The Equal Access Act and Roadblocks to Organizing
So, you want to start a Secular Student Alliance (SSA) group at your school, but your request is denied. Perhaps you’re denied access to the announcements, a meeting room, or you’re told you can’t hang flyers around your school? Thankfully, there’s a federal law, the Equal Access Act, which protects and guarantees your rights to organize. The Equal Access Act requires that any federally-funded school with a limited open forum (explained below) must follow certain guidelines in regards to the formation and business of extracurricular clubs.
Since the act was signed into law in 1984, it has been formative in protecting the rights of minorities seeking to organize in federally-funded schools. Although it was originally lobbied for and supported by evangelical Christian organizations, the act has ensured that groups like Gay-Straight Alliances and Secular Student Alliance affiliates have received equal treatment and resources that other, more accepted clubs, receive.
|In 2011, the U.S. Department of Education released a letter to school adminstrators that included a condensed set of guidelines on how to apply the Act to extracurricular clubs.|
Any group is under the protection of the Equal Access Act if:
- The school has a limited open forum. A school has a limited open forum if it has at least one extracurricular student-run group meeting outside of normal school hours.
- The school is receiving federal funding.
Most likely, your school meets these requirements. This means that your group is guaranteed the protections outlined in the Act. These include equal access to school resources like rooms for meetings, announcements, advertisement space, etc.
The act also covers requirements for the groups under its protection. Namely, groups must be:
- Student-led and initiated.
- Non-disruptive to the school environment.
The formation of a Secular Student Alliance affiliate at your school meets all of these criteria. Since you approached the SSA to request a group starting packet, instead of, for example, a parent or teacher, your group is student-led and initiated. Your membership is voluntary and attendance at your meetings is not mandatory. Also, your goals are not to disrupt the education of your fellow classmates, but actually to enhance and diversify it.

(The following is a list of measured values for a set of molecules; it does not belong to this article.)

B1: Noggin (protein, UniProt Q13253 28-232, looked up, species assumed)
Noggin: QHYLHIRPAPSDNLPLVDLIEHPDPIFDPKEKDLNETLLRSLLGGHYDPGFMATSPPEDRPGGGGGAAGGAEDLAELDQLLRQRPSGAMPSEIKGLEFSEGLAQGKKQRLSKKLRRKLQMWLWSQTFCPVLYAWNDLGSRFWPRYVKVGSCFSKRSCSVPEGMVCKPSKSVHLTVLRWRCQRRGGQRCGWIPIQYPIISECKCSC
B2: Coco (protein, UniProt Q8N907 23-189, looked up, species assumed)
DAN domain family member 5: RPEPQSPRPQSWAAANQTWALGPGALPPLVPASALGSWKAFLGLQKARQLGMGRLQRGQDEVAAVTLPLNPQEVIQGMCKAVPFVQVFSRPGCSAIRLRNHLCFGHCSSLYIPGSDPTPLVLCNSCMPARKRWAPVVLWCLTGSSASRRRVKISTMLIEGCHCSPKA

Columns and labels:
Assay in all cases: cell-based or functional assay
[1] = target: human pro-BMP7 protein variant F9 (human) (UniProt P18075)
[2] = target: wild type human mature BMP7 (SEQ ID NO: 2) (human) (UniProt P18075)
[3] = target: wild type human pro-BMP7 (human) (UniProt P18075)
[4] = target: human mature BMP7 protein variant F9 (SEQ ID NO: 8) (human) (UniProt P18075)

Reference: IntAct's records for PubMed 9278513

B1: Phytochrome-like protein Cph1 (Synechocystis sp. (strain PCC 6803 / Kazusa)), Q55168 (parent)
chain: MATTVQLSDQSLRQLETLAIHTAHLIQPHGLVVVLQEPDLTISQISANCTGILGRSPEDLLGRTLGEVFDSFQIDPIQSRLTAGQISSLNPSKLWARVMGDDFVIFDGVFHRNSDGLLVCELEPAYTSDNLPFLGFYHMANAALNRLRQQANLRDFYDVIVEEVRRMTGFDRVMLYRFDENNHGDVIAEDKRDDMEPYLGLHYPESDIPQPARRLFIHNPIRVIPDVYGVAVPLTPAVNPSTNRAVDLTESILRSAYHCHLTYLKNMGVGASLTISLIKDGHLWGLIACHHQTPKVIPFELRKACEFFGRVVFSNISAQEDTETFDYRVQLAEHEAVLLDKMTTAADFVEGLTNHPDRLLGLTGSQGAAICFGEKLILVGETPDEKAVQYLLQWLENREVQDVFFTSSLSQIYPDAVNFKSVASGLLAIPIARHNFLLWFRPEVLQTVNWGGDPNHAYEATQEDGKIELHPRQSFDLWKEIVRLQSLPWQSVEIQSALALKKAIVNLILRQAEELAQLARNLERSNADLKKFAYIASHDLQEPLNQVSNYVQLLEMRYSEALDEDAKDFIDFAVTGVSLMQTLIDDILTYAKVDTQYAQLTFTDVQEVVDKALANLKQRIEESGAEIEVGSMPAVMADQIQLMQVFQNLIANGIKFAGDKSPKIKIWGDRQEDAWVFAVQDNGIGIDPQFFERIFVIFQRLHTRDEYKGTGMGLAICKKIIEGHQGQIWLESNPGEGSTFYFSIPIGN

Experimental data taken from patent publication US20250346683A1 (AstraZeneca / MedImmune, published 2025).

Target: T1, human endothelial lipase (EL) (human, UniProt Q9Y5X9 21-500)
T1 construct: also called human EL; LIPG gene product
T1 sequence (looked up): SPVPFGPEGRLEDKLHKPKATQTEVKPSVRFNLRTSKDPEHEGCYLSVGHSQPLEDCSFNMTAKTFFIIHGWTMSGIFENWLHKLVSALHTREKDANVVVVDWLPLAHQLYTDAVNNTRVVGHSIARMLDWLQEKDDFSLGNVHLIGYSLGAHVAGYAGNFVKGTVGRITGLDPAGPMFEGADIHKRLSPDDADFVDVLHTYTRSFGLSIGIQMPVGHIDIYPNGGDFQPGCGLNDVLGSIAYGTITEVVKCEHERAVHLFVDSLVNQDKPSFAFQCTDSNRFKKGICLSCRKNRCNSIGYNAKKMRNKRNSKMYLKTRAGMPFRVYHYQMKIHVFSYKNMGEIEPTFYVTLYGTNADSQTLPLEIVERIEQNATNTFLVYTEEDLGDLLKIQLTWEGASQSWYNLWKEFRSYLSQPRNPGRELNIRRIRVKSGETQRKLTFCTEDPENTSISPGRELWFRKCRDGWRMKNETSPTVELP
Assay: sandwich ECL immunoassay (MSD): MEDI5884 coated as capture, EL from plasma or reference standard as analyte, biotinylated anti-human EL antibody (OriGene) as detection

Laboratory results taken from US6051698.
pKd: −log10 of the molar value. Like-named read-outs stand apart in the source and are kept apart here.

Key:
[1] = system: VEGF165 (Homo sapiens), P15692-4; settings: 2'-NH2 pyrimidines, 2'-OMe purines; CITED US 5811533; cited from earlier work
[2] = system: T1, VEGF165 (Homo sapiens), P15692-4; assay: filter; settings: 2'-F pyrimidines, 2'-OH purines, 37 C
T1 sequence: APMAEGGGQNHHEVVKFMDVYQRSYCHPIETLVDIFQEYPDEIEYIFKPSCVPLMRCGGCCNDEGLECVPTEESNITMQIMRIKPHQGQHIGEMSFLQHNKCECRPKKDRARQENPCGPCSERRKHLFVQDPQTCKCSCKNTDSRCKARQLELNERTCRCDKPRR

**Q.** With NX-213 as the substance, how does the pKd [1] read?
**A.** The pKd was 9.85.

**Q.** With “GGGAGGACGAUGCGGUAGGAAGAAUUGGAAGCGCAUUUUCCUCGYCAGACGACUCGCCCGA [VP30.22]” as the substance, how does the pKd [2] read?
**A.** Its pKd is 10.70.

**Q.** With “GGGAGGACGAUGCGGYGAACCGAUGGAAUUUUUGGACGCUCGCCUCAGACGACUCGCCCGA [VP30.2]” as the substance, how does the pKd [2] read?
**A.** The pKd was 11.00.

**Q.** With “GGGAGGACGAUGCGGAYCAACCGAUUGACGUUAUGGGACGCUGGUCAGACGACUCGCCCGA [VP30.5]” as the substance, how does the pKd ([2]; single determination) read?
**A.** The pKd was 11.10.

The act also contains some rules for how school administrators must treat extracurricular groups. The act gives administrators the right to:
- Monitor and attend meetings.
- Limit meeting time/space.
- Produce a set of rules that groups must follow.
- Prohibit members of the community from attending meetings.
However, administrators cannot apply these rules arbitrarily. For instance, the administration cannot limit the meeting time or space of a Secular Student Alliance group, but allow the Fellowship of Christian Athletes or Muslim Student Organization to meet whenever they choose. If a rule is made, it must be equally enforced on all groups or not enforced at all. This means that any rules specifically limiting the formation of a secular student club are most often illegal.
Now that you know more about the Act, its requirements, and its protections, we’ll look at two examples of problems we hear most often at the Secular Student Alliance and discuss how the Equal Access Act applies to each situation to help protect your right to organize.
First, say you’re starting your group and your principal calls you into their office. They say that the club can’t form because it’s too controversial or that the community won’t allow it. What can you do?
First, remember the requirements for the Equal Access Act’s protections. Is your school federally funded? (If you attend a public school, the answer is yes!) Does it have at least one extracurricular group meeting outside of normal school hours? If you answered yes to these questions, the Act and its protections apply to you and your group. Use them or lose them!
In this situation, the Act states that your group cannot be denied solely on the basis of its perceived ability to generate controversy or the distaste of the community towards your speech and views. The Act was specifically created with the intention of protecting the speech and assembly of minority students. So, this is the exact situation the Act was created to protect against. If your administrators block your group for this or any similar reason, let us know immediately.
A second thing we often hear about at the Secular Student Alliance involves roadblocks, or “hoops” that your group must jump through. Roadblocks can be anything from administrators dragging their feet to approve your group to the creation of extra rules or steps to becoming an official club. Often, these measures are meant to dissuade students from starting groups that are seen as controversial.
However, your group is protected against these added steps and roadblocks by the Act. If your school meets the Act’s requirements (see above if you forget what they are) then your school must treat all clubs equally in terms of rules and requirements. For example, your school and the administration cannot require you to fill out extensive paperwork and collect 50 names to start your group if the Bible study group only had to collect 10 names and complete no paperwork. Also, while it can be hard to prove that your administration is stalling, it too is not allowed. If other groups are being (or have been) approved in a timely manner, then yours should be as well. If you notice any type of stalling, rule changes, or other roadblocks being put in your way, contact our high school specialist immediately.